Micro-Inverters: Better Than Conventional String Inverters?
String (or central) inverters have been on the market all the way since the introduction of solar panels. An inverter is an absolutely necessary component of a solar PV-system. Without it, we have no way of converting direct current (DC) into alternating current (AC), which is the required type of electricity for the vast majority of electrical applications today.
In the beginning of the 90’s the first micro-inverters were developed. However, it’s not until the last few years the technology has started taking ground. New models are out, some of them claiming as much as 25% better efficiency rates than conventional string inverters. Is this claim actually in line with reality? Are micro-inverters really better than conventional string-inverters?
Benefits of Micro-Inverters
Efficiency is optimized on a panel-by-panel basis
Usually, one conventional string inverter is enough to cover all your solar panels. This is the cheapest way to go, but unfortunately it comes with several problems. The string inverter is in charge of the optimization for every panel that is connected, but optimizes for the weakest link. As much as half of the power output can be lost if only one of the solar panels is covered in shading or dirt.
The main selling point of micro-inverters is that they are able to push more power out of a solar system than string inverters. One micro-inverter is attached to every solar panel – and performs optimizing algorithms for this solar panel alone. This way, every solar panel performs at its best, which can yield a significant boost in power output of the whole of the solar array.
Real-time reporting is incredible useful
Another major benefit with micro-inverters is the real-time reporting that both owners of the PV-system and installers can access to analyze and pinpoint any problems.
Safety is improved
There is quite a lot of voltage drop in a conventional string inverter. The DC output from every panel is connected and converted into AC at one point. This also happens on a with micro-inverters, but since there are so many of them, voltage is much lower and risk of harmful electricity and fire hazard is reduced.
Easier to scale
Lastly, adding solar panels to a preexisting solar system is not as complicated with micro-inverters as it is with string inverters. If you want to expand your power output you don’t have to fill up an entire new string invertor worth of solar panels. Simply add the number of solar panels you want and install the same number of micro-inverters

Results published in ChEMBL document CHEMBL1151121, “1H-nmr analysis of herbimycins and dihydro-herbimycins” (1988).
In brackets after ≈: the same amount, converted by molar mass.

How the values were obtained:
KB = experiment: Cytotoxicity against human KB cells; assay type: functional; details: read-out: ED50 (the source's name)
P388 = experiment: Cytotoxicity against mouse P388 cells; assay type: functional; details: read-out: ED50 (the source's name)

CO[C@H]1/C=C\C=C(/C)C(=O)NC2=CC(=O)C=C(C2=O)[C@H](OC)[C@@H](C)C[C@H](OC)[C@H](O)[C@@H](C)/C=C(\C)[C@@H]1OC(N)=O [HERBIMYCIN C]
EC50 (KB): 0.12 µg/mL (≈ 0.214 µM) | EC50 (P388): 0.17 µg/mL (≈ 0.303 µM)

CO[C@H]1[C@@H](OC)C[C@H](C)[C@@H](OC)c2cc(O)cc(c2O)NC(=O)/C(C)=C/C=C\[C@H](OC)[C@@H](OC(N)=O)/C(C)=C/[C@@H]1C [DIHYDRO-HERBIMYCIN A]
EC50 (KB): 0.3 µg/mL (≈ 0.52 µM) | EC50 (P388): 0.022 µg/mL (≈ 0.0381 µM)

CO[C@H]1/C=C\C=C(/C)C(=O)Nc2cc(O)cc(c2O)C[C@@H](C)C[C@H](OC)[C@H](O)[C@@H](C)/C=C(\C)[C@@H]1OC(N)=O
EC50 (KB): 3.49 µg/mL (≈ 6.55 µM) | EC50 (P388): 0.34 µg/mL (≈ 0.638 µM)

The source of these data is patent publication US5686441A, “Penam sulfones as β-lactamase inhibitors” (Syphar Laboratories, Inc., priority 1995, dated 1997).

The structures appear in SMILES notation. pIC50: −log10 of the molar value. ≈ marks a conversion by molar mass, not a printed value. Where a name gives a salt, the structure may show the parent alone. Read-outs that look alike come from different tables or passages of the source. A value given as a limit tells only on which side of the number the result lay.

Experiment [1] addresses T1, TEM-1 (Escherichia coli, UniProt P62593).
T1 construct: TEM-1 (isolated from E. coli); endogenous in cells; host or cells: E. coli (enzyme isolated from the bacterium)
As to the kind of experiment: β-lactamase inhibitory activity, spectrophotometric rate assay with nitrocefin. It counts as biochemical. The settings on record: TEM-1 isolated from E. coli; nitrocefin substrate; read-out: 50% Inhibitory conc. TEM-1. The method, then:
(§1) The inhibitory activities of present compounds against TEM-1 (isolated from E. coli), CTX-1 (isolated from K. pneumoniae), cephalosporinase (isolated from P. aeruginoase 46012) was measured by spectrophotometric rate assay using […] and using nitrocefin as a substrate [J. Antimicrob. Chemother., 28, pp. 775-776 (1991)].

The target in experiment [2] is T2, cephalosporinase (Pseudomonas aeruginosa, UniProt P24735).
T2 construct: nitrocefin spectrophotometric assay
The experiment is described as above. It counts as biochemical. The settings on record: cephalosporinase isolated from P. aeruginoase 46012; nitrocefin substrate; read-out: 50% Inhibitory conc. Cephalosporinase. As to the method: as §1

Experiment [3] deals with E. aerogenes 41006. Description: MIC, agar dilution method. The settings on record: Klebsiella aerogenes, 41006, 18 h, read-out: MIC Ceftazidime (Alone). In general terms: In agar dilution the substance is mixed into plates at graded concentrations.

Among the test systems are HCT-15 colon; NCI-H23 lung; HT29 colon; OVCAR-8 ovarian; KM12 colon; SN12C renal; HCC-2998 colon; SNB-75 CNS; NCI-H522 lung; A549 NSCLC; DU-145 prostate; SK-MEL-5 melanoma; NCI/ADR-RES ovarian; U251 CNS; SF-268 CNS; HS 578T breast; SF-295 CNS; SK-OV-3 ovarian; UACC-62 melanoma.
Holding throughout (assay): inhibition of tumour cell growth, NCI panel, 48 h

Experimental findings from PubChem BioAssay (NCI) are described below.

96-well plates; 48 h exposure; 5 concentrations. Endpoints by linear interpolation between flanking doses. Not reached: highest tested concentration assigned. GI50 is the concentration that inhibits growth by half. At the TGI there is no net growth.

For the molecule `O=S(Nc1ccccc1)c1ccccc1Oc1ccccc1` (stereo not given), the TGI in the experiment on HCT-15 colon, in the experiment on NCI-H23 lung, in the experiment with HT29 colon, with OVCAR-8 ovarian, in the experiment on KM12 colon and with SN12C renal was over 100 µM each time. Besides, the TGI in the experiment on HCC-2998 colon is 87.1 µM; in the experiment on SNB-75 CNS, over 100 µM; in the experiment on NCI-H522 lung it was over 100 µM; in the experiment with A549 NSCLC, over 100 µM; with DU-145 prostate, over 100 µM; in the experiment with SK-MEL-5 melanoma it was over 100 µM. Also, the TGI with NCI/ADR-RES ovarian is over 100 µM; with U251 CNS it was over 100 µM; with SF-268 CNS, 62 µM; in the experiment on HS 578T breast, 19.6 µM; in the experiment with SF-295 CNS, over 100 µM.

Micro-Inverters are More Expensive
There’s no doubt that a solar system that have micro-inverters will be more expensive than one that uses just one string inverter. The question is how the financial situation looks in the long run.
One micro-inverter for every each panel
For every solar panel you purchase you need to add a micro-inverter. These are composed of many of the same expensive components as string inverters, only in smaller scales. One micro-inverter is much cheaper than a string inverter; but micro-inverters for an entire solar array will be more expensive than one string inverter.
Enphase and Enecsys have started offering dual micro-inverters that still optimize power on a panel-by-panel basis, in other words have the functionality of single micro-inverters, but at lower costs.
Micro-inverters have longer lifespan than string inverters. Enphase and Enecsys offers micro-inverters with a warrant of 25 years, which is 5 years longer than the warrant of a typical string inverter.
Are Micro-Inverters Really Better?
It depends. String inverters can have an efficiency-rate of as high as 95%. This is under ideal conditions. Efficiency takes a significantly hit as soon as one of the solar panels starts underperforming – whether its from shading or technical issues. If you suspect that a solar array for your house would have high chances of any kind of coverage, micro-inverters should be seriously considered. On the other hand, if coverage is not an issue, string inverters can be the cheaper way to go.
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